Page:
Wikipedia Hits $20 Million Fundraising Target, Drops "Begging" Banners
January 2, 2012 7:37 PM
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The Wikimedia Foundation hits its $20 million USD fundraising target for Wikipedia
For those of you who have been greeted by banners at the top of Wikipedia pages for the past few months urging you to donate money, those longing eyes will no longer haunt you. The Wikimedia Foundation announced today that it has reached its $20 million USD fundraising goal and will now be taking down those banners.
According to a Wikipedia blog posting by Jay Walsh, over one million donors from around the world contributed to the $20 million campaign. Walsh also indicated that its 2011 haul far surpassed the "meager" $4.5 million raised during 2008.
Say "goodbye" to these Wikipedia fundraising banners
Likewise, Sue Gardner, Executive Director of the Wikimedia Foundation, posted the following message:
We've taken down our fundraising banners, because we’ve hit our target. Thanks to you. Over the past few months, more than one million people have come together from all over the world to keep Wikipedia and its sister sites alive and flourishing for another year.
Your support is how we pay our bills. People like you, giving five dollars, twenty dollars, a hundred dollars. Thank you for helping us.
We’re the #5 most-popular site in the world --- we operate on a tiny fraction of the resources of any other top site. We will use your money carefully and well, I promise you.
For everyone who helps pay for Wikipedia and all the Wikimedia projects, and for those who can't afford to help -- thank you so much for making the world a better place.
Wikipedia serves over 20 million articles, is the fifth most popular website on the internet, and will celebrate its 11
anniversary on January 15, 2012.
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RE: Gov should pay for it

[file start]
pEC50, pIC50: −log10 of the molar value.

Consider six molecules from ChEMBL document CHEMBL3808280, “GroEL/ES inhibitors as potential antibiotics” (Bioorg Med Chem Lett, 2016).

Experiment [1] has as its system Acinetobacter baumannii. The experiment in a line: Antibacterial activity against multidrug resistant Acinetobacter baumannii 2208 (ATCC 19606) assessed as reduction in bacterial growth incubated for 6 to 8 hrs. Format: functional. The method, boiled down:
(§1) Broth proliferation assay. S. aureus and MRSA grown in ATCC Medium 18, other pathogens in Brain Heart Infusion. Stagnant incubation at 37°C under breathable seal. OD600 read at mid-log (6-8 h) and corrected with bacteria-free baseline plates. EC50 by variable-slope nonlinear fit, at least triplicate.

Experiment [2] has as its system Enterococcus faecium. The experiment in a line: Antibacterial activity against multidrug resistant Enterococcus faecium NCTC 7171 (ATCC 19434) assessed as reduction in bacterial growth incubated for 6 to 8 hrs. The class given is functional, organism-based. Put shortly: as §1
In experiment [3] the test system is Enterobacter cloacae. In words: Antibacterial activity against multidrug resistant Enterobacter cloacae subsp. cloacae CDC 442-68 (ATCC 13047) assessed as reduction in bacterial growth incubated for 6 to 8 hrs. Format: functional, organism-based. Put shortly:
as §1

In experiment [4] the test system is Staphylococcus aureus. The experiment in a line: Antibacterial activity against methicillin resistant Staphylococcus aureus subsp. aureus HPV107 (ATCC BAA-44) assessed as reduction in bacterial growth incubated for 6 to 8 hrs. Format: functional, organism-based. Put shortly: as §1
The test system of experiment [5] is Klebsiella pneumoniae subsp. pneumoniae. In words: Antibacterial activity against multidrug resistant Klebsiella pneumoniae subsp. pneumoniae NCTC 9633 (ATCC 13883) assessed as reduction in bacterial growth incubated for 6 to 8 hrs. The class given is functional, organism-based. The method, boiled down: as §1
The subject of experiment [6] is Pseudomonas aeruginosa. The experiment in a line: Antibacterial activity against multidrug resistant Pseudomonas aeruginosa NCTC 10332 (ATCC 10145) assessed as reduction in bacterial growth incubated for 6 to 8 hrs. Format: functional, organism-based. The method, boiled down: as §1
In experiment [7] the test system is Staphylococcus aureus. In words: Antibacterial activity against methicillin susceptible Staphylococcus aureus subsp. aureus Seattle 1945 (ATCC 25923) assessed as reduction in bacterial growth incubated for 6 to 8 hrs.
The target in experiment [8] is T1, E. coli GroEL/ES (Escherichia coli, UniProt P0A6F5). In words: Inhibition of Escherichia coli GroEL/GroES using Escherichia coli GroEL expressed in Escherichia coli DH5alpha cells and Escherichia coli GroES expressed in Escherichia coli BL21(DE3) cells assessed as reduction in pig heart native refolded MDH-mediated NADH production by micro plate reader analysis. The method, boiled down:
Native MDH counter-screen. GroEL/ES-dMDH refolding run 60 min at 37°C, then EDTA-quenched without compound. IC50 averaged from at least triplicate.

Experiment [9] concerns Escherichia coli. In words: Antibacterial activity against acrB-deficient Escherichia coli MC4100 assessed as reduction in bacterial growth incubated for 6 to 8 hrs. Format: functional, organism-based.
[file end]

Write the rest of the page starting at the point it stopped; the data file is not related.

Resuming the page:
1/3/2012 12:30:58 PM
Yeah another example is Armstrong and Getty. They are a radio talk show that I listen to and they are constantly bagging on the inaccuracy of Wikipedia, and persistently charge their listeners to make stuff up all the time. To this date I rarely see the false information. And when I do, I undo the stupid (but somewhat entertaining 'facts'.)
You should see all of the corrections that have gone on.
People talk about how important Twitter and Facebook are during political uprisings but no one ever criticizes these services (rightly so) because something wasn't cited properly. It is just free speech. The thing that is oft forgotten is that there is another side of free speech... the freedom to believe whatever you see fit. Check the sources. If there aren't any, look it up somewhere else to verify the alleged facts. And when you find it add a citation in Wikipedia.
RE: Gov should pay for it
1/3/2012 3:41:54 PM
Wiki is self regulatory by nature. It might not be an authority, but it is what I would call one of the largest digital community efforts.
I can't imagine the incredible loss to society as a whole we would have if wiki were to disappear. It has to be one of the better resources to come out of the internet for the greater good.
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